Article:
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Tuning the properties of protein-based biosensors by chromophore replacement strategies.

  • Author / Creator
    Assempour, Nazanin
  • Optical imaging of membrane potentials has become an immensely popular approach to study neuronal activity. Over the past decades, a number of voltage indicators have been introduced including the voltage sensitive fluorescent protein (VSFP) and microbial rhodopsins. However, most of these sensors suffer from weak signal-to-noise ratios, low sensitivity and incompatibility for deep tissue imaging. The second Chapter of this thesis describes our current efforts on improving microbial rhodopsinbased voltage indicators by replacing the retinal cofactor with a red shifted analogue. We synthesized the red-shifted retinal analogue (S4) with higher quantum yield and extinction coefficient compared to the natural retinal. Next, we reconstituted the ARCH and PROPS variants using the synthetic retinal and obtained the proteins with remarkably red-shifted absorbance and fluorescence spectra. This result demonstrates that chromophore replacement is promising strategy for modulating the spectral and voltage properties for more sensitive action potential detection. In the third Chapter, we describe our attempts to extend the fluorescence modulation strategy to “empty” fluorescent protein barrels, by replacing the endogenous chromophore with a synthetic version (HBDI). We expect that a chromophore replacement strategy could help provide new imaging tools with improved fluorescent properties. We performed some modifications on FP barrels with the aim of allowing the synthetic chromophore to insert into the empty barrel. Unfortunately, we could not obtain any improvements on fluorescent properties of FPs by this strategy.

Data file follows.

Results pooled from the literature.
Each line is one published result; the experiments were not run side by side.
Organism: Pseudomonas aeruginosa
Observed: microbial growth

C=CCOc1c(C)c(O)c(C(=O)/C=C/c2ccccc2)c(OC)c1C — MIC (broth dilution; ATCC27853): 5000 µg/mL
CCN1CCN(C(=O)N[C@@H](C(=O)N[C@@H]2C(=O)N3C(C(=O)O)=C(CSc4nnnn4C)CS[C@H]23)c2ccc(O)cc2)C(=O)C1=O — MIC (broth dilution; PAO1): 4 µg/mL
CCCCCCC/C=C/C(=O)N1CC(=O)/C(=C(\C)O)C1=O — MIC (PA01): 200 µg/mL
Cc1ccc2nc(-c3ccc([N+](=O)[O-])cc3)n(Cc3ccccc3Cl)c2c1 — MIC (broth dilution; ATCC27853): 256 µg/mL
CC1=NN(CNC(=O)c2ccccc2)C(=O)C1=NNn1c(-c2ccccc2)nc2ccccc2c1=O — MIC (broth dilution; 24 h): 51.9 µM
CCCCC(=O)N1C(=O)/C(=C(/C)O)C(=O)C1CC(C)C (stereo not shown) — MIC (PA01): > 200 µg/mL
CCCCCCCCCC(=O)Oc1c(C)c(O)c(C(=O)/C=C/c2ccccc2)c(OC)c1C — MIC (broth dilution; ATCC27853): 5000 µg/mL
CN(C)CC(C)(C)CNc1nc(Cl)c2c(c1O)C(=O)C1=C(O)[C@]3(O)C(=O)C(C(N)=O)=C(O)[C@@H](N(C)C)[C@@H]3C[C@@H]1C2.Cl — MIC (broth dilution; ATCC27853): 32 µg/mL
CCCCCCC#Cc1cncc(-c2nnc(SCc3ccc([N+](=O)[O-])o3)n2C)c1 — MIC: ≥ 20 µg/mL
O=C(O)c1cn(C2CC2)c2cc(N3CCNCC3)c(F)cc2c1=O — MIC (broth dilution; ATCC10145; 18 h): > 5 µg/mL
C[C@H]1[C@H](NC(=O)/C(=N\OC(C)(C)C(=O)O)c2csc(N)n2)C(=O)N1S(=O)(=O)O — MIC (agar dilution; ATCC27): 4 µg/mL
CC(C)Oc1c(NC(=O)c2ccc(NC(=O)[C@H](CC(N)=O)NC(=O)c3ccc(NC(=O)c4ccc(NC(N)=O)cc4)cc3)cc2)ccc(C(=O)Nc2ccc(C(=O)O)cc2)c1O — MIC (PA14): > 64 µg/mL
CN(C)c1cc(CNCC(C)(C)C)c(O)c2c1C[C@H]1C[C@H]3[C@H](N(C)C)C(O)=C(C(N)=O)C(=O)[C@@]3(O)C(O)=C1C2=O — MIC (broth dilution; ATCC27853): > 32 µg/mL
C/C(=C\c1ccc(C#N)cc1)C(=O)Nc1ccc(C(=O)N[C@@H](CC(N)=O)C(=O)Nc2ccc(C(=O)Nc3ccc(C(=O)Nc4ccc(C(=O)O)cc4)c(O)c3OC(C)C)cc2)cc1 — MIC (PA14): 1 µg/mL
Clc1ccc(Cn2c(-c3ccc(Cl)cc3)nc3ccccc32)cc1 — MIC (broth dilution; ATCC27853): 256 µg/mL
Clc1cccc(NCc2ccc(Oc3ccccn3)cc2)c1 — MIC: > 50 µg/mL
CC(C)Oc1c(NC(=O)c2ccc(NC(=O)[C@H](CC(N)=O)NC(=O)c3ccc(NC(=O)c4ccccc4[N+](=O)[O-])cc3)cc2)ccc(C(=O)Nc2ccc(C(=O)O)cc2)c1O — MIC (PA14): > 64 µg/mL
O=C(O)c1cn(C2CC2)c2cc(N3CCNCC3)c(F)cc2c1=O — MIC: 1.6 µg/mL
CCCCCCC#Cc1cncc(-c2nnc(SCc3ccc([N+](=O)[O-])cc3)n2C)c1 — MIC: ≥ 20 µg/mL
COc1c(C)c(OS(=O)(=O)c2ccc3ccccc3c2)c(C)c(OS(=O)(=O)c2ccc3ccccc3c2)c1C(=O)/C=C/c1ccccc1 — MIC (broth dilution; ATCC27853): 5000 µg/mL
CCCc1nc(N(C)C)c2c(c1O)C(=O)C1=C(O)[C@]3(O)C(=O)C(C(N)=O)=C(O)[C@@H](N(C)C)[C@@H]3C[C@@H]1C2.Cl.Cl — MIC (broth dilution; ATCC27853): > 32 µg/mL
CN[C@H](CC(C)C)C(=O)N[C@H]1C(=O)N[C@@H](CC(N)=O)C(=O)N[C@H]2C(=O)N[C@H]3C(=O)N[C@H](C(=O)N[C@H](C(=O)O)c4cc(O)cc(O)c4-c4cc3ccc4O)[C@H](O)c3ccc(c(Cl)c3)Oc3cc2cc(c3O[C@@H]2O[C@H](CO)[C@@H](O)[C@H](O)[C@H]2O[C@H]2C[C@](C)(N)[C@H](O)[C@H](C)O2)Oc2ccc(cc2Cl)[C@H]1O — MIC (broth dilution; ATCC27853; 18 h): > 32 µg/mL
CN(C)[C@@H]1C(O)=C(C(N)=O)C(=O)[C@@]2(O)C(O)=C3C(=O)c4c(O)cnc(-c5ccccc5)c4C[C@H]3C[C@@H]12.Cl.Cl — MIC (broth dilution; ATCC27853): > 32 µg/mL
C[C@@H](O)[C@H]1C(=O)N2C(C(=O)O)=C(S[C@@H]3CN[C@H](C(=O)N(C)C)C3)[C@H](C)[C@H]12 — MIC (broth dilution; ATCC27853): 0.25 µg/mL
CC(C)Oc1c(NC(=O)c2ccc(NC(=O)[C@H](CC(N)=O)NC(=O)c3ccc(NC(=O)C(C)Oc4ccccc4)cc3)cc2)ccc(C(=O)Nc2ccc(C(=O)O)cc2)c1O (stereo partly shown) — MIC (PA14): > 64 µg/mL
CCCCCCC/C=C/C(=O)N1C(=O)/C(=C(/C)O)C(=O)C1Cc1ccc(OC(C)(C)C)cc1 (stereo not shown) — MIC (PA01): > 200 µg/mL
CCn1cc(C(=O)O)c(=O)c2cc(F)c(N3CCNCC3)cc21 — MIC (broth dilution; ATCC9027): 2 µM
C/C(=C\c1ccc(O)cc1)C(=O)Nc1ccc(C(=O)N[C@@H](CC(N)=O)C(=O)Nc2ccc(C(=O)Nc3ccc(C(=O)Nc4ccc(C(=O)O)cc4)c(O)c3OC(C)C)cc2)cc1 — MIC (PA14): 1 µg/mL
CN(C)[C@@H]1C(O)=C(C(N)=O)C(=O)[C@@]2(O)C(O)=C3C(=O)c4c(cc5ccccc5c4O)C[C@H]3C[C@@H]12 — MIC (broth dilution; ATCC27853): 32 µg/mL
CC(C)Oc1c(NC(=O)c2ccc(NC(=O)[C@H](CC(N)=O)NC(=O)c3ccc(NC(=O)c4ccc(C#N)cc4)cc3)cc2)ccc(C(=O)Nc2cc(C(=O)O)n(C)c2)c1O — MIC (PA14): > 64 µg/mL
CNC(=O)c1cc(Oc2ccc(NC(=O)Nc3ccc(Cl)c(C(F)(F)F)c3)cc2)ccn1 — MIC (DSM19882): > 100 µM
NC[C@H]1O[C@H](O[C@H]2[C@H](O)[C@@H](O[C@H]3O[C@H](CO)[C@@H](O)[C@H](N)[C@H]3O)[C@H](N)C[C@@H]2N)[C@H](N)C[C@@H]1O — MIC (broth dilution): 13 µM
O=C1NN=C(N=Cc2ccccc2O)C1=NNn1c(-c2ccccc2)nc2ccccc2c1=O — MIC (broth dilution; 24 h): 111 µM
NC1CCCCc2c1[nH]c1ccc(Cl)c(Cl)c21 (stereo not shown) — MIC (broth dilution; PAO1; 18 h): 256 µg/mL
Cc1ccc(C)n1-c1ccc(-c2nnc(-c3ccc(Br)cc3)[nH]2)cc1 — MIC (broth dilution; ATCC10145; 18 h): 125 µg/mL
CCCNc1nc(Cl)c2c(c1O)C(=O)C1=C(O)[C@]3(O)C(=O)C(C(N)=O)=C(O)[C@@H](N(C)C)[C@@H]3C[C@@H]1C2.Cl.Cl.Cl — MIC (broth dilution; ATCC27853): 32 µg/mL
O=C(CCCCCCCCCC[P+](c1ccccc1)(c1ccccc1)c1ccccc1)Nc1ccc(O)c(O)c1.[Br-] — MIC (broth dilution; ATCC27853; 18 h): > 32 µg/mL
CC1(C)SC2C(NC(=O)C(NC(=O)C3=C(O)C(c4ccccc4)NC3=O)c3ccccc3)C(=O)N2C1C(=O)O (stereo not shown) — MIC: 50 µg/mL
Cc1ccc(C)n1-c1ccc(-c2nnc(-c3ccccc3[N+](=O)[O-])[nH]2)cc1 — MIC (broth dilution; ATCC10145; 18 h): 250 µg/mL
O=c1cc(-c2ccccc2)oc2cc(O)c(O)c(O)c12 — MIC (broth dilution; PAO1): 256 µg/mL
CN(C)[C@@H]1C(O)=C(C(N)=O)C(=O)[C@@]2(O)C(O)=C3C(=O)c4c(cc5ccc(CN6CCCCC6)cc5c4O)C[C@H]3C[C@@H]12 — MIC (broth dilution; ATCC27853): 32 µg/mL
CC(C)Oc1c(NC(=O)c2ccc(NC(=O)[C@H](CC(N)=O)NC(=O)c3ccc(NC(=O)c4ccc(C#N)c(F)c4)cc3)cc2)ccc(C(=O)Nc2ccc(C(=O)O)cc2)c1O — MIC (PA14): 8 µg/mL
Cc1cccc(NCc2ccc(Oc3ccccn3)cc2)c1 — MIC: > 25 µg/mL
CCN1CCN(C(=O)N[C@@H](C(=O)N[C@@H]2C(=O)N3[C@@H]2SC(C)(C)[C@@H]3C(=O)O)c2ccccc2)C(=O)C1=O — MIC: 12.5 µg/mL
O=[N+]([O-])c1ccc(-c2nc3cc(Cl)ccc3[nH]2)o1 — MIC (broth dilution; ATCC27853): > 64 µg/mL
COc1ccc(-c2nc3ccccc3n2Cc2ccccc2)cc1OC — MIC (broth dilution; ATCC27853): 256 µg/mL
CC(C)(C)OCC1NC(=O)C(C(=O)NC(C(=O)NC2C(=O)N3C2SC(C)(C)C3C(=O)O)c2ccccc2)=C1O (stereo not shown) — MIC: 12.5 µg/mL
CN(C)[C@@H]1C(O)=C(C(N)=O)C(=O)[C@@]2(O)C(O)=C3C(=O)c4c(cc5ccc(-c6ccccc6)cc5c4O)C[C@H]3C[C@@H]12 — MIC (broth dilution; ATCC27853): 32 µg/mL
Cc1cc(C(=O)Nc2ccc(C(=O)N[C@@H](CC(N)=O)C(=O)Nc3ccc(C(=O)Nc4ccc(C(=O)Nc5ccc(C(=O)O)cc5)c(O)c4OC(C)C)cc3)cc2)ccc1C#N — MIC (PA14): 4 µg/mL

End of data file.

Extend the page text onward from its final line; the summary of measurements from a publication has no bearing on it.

• Subjects / Keywords
  • Graduation date
    2014-11
  • Type of Item
    Thesis
  • Degree
    Master of Science
  • DOI
    https://doi.org/10.7939/R3SN01F56
  • License
    This thesis is made available by the University of Alberta Libraries with permission of the copyright owner solely for non-commercial purposes. This thesis, or any portion thereof, may not otherwise be copied or reproduced without the written consent of the copyright owner, except to the extent permitted by Canadian copyright law.
  • Language
    English
  • Institution
    University of Alberta
  • Degree level
    Master's
  • Department
    • Department of Chemistry
  • Supervisor / co-supervisor and their department(s)
    • Robert E. Campbell
  • Examining committee members and their departments
    • Rylan Lundgren (Chemistry)
    • Christopher W. Cairo (Chemistry)